We managed to get the trip computer down as low as 5.9L/100km during our test, and we really tried as well. We’re talking with the ‘Eco’ button engaged and driving mostly on the highway. We even found some trucks to slip-stream behind.

With the Eco mode on, the engine is noticeably more sluggish, especially down low in the rev range. We recommend leaving it off.

It’s not as fuel efficient as it makes out to be. The engine seems like it is boosted heavily by the turbo and in general works pretty hard. To our surprise the redline is capped at 6000rpm. If you, like us, were expected the two-banger to buzz its way out to at least 7500rpm, you might be a tad disappointed.

Overall, if you’ve ever driven one of the original Minis from the 1960s, the character and the driving experience is replicated wonderfully right here. And with the Fiat, you get all of the modern conveniences such as air-con, Bluetooth/USB and so on.


While it might not offer the most renowned badge in the business, especially in Australia where the brand is only small and hasn’t been well marketed up until now, there’s no doubt the 500 is a true enthusiasts’ car. It offers an energetic and fun-loving personality that no others can offer this side of $25,000.

The two-cylinder engine won’t win any races off the mark, but it really enjoys to gallop through the rev range. And you’ll enjoy riding it along the way. It sets a decent pace once you’re beyond second gear as well, and surges just fine up long hills.

Would you buy this car? If you’re in the market for a city car and have no interest in cars, you might want to check out the others. If you are, on the other hand, a bit of a car enthusiast, even only slightly, you must take one of these for a test drive. As we said at the beginning, it’s one of the most fun-filled cars in this segment, just before the highly entertaining Abarth 500.


Alfa Romeo MiTo Progression – 1.4-litre turbocharged four-cylinder, 99kW/230Nm – 1145kg – $25,200 (auto only)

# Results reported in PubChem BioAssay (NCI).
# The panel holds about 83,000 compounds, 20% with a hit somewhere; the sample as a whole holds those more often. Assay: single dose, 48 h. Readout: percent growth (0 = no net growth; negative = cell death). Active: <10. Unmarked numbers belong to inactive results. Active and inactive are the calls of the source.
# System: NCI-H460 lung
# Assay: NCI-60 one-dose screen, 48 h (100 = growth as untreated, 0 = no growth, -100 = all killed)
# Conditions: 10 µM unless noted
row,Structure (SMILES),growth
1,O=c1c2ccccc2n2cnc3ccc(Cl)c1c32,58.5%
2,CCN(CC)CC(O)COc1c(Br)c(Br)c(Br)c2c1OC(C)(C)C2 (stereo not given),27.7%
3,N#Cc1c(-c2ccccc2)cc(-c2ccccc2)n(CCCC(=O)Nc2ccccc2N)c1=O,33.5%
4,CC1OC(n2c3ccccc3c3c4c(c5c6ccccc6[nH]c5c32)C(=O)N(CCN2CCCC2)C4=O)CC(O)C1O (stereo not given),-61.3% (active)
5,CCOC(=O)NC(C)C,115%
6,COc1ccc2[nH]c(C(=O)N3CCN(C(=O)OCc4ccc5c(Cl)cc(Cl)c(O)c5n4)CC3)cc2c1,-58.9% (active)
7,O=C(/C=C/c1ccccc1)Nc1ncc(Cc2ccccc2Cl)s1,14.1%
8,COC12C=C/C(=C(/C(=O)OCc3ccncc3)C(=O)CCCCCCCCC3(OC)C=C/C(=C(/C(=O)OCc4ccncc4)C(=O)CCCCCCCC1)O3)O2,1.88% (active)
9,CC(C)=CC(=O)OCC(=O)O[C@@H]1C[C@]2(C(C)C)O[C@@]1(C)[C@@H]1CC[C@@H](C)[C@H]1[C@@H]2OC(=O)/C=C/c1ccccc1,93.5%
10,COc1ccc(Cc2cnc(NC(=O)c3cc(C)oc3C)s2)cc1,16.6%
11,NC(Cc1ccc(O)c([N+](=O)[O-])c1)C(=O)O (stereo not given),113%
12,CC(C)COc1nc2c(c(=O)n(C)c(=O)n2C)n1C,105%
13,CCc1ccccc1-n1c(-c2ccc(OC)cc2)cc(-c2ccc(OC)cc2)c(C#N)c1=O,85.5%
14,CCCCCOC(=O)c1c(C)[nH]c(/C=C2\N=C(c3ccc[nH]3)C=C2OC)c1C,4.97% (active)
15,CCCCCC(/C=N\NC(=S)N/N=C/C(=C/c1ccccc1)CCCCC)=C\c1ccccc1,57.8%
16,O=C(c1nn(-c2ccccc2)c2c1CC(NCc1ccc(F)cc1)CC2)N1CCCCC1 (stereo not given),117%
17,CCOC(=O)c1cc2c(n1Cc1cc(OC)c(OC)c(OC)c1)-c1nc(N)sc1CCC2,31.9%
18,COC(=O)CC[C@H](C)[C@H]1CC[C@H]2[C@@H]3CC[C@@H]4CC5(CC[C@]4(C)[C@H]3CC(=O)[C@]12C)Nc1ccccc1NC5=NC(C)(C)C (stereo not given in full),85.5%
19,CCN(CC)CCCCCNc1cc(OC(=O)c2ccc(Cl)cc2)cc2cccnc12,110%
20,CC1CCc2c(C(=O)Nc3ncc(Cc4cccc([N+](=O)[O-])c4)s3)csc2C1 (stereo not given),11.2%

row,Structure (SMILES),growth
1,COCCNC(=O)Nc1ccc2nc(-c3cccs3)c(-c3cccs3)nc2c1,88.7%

Cheaper starting price makes it more appealing than ever. Fun interactive handling. Good quality interior. Dual-clutch gearbox a bit of a letdown.

MINI Cooper Ray – 1.6-litre four-cylinder, 72kW/153Nm – 1070kg – $25,500
One of the first of the modern retro remakes. Superb secure handling. You’ll never be bored with the interior. Made by BMW; BMW-like price tag.

Peugeot 208 Allure – 1.6-litre four-cylinder, 88kW/160Nm – 1063kg – $21,990
The modern 205 GTI. Zippy engine. Fantastic styling with a hint of prestige echoing from its French roots. Decent price too.

Skoda Fabia 77TSI Monte Carlo – 1.2-litre turbocharged four-cylinder, 77kW/175Nm – 1154kg – $21,990
A Volkswagen Polo underneath, which means great build quality and excellent economy. Great torque from the turbo engine. Decent price too.

Volkswagen Polo 77TSI Comfortline – 1.2-litre turbocharged four-cylinder, 77kW/175Nm – 1048kg – $18,990
Often regarded as the leader in this segment, sales can’t match the Mazda2 though. Great ecnomical engine. German engineering and a good price.

Volkswagen Up! 3dr – 1.0-litre three-cylinder, 55kW/95Nm – 880kg – $13,990
Volkswagen’s new junior. Very funky styling and cute proportions. Super light in weight. Class-leading starting price. It is very, very small.


2013 Fiat 500 TwinAir

0.9-litre (875cc) turbocharged two-cylinder

875cc / 10:1

80.5mm x 86mm

63kW@5500rpm, 145Nm@1900rpm

14.7: 1 (kg:kW)


1488mm / 1627mm / 3546mm

Five-speed manual transmission, front-wheel drive

F: Ventilated discs
R: Drums

F and R: 16- x 6.5-inch alloy, 195/45 R16

35 litres

91 RON

Tested average: 6.1L/100km
Official average: 4.0L/100km

0-100km/h: 11.0 seconds (tested)